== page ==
What tools (equipment, software) do you use the most?
Fully loaded Mac Pro, Wacom Tablet, NEC monitors, Photoshop, Bridge, InDesign, and Capture One.
Favorite camera of all time? Favorite camera right now?
When doing commercial photography, the Sinar 8x10 was the best but the Hasselblad H1D was the last professional camera I bought, and it was a great all around commercial camera. Plus, the minute I put it in my hands, I had to buy it -- it was instantly a favorite.
What’s your biggest time saver?
The digital camera. The first time I set up a shoot in the studio with my new Hasselblad H1D, my assistant and I started the usual setup the day before to get everything correct so we looked totally professional when the Agency showed up. The usual day-long process of testing the lighting and the film exposures ended at 10:30 a.m. after an hour and a half of set up. I looked at my assistant and gave him the rest of the day off.
The mystery of photography was starting to fade at that point.
What’s your workflow like for a concept piece, as opposed to traditional product photography?
I never really did traditional photography. There was always a twist, a composite, and a real but surreal quality about them.
The closest I came to product photography was when an Agency needed an inset shot of the product to go with the main spread. Needless to say, the workflow was considerably less intense for the traditional product image. You simply needed to come up with a beautiful background and light the product until it became a thing of beauty.
The concept images were more intense, starting with studying the layout and devising solutions. Once the initial solution was selected, location scouts sent out, prop stylists contacted and directed to necessary items or wardrobe, model comps compiled, sent and decided on.
Production starts with the initial direction as a guide and then evolves from there. I always enjoyed having it figured out, only to change direction when it became necessary. I found one must always be open to change.
How do you see the relationship between production and post? As in, what do you think should happen in front of the camera, and what in Photoshop?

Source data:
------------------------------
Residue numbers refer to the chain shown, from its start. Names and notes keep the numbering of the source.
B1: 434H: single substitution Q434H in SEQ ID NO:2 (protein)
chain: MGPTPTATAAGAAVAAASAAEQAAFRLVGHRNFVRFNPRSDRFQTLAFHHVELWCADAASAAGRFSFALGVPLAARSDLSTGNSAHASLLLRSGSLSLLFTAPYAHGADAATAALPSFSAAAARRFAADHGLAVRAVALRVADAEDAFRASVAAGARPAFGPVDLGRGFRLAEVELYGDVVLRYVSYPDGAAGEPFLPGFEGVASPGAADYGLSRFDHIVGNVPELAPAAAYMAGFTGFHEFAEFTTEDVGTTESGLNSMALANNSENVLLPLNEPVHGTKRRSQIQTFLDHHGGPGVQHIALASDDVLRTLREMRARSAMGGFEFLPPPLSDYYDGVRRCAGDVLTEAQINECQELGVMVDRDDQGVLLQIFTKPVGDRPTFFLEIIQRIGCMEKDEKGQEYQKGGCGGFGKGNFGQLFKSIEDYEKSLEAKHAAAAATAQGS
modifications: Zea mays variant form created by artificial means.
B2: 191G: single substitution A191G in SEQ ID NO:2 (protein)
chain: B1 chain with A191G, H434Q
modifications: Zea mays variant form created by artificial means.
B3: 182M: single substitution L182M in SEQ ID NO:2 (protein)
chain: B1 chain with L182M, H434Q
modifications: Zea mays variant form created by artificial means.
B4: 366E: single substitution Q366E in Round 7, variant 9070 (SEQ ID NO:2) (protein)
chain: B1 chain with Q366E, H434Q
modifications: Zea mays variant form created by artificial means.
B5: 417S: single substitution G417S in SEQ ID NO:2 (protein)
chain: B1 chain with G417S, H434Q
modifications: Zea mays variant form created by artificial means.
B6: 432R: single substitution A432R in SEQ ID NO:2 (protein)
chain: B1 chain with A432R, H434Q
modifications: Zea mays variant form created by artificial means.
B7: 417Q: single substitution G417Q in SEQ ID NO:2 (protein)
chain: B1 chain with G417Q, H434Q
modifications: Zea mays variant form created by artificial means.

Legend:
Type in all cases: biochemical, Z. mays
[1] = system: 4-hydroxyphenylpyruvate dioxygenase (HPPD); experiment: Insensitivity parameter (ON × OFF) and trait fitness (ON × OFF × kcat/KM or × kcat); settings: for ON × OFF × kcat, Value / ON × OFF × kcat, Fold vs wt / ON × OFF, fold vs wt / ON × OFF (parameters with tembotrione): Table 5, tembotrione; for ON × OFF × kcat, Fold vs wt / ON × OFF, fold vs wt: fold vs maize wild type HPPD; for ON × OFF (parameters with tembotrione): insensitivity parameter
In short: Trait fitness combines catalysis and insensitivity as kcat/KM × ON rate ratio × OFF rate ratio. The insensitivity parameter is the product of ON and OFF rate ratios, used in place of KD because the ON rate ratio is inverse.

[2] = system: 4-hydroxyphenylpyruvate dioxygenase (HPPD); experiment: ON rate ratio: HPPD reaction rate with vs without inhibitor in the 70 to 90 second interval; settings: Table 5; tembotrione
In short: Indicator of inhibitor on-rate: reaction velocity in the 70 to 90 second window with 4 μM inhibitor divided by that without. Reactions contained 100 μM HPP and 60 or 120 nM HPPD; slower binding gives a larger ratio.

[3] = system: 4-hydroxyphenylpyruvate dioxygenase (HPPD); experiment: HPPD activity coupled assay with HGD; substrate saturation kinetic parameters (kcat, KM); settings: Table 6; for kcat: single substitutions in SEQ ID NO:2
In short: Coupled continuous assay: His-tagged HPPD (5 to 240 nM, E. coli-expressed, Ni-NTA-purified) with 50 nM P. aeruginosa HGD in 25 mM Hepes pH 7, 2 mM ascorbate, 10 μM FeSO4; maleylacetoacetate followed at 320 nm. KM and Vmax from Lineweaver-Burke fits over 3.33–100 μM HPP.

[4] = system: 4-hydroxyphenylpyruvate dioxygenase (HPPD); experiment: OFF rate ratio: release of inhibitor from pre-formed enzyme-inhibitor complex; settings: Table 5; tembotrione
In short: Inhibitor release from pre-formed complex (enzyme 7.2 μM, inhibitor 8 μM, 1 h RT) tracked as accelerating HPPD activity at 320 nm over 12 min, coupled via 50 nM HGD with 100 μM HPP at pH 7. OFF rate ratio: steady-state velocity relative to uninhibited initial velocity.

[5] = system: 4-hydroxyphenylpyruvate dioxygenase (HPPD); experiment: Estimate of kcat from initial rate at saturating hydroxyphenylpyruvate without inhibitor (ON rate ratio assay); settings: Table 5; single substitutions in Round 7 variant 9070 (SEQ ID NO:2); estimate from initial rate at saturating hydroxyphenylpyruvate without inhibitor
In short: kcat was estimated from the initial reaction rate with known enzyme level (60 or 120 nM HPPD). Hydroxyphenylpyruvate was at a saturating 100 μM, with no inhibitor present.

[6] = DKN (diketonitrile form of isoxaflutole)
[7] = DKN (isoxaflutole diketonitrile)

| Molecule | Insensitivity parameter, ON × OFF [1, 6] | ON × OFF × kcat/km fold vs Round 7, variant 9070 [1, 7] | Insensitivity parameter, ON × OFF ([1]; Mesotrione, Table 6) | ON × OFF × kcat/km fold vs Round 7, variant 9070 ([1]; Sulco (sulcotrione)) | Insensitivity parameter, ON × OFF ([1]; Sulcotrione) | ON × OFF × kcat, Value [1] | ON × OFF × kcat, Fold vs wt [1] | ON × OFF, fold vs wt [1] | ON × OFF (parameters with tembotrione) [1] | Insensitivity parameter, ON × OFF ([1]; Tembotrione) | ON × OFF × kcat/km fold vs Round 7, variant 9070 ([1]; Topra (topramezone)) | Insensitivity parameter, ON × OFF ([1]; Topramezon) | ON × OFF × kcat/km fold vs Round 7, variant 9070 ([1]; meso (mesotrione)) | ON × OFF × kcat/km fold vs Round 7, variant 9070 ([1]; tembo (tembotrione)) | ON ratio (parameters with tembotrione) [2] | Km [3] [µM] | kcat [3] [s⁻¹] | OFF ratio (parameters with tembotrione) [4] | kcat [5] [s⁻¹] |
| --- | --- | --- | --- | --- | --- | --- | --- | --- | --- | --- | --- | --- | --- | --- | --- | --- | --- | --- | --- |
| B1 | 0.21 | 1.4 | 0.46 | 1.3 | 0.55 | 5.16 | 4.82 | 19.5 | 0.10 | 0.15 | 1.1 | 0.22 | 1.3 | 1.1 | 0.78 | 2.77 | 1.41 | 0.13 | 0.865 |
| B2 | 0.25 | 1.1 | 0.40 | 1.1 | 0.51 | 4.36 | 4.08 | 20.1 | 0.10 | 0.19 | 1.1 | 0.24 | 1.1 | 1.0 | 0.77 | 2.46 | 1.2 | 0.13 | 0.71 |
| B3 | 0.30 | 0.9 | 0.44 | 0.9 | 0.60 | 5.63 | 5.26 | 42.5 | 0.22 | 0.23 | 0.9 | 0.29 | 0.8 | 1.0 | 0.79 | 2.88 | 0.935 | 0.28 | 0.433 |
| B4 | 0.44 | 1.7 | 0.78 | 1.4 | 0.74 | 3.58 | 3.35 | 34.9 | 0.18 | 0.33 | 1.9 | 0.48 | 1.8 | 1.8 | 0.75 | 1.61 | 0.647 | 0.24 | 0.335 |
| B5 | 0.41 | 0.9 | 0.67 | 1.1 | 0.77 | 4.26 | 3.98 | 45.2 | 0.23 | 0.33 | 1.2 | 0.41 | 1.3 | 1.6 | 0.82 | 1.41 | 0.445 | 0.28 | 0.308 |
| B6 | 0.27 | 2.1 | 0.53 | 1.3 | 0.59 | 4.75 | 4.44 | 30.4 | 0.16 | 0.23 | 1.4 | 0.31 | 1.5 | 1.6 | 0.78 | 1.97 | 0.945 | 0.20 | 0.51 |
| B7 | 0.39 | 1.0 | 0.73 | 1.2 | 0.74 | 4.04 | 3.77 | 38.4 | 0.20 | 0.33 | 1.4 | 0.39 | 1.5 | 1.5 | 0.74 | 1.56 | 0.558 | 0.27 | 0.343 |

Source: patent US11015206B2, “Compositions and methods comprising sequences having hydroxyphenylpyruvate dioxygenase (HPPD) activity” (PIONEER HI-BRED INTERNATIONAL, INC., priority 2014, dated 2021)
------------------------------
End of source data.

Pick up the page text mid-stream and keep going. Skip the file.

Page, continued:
There are nuances to an image that cannot be retouched, only enhanced.
I always and still do think that you need to accomplish as much as possible, on set, in the camera with the best lighting. There are nuances to an image that cannot be retouched, only enhanced.
Whether the shot is a combination of many images or a single capture, all have to be treated as the star attraction, so when they are placed the image is consistent. I have heard in the past, and even now, too many Stylists and Art Directors say, “It’s fine, they can fix it in post.”
If it can be fixed on set, in front of the camera, before the capture, do it. Too often, Photoshop becomes a vacuum cleaner for a lazy stylist and people do not realize the time it takes to do it right.
Are there any common misconceptions about what you do?
I used to be asked if I did weddings, that always started an interesting conversation.
The two most interesting misconceptions about my images were that they were real and not composited. This may be due to the fact I started before the computer and Photoshop came along.
They simply did not believe that the image was created and an elephant was not, in fact, riding a bike.
The best misconception stemmed from an ad I did for Hewlett Packard. They wanted an elephant riding a bicycle. Seemed like fun, and it was. My assistant and I went to Marine World and set up a shoot with the elephant trainer. When the shows were done, I was able to get in the ring with the elephant and the trainer would get the elephant in all the positions that I figured out I would need prior to the shoot.
Needless to say the image worked out beautifully. So well, in fact, that there were a number of cards and letters sent to HP denouncing them for cruelty to animals. Most letters could not condone forcing an elephant to ride a bicycle, a female elephant not a male, an African elephant not an Indian. They simply did not believe that the image was created and an elephant was not, in fact, riding a bike. It forced HP to have an animal rights activist on set when I did the follow-up ad.
There was another related misconception where some Agency people wanted a bull to sit on a barstool between two ladies for a beer ad. They were concerned about how to get the bull on the stool, and I assured them that I had already researched the problem and came up with a wrangler that could get the bull in some positions that I could then make seem like it was on a stool.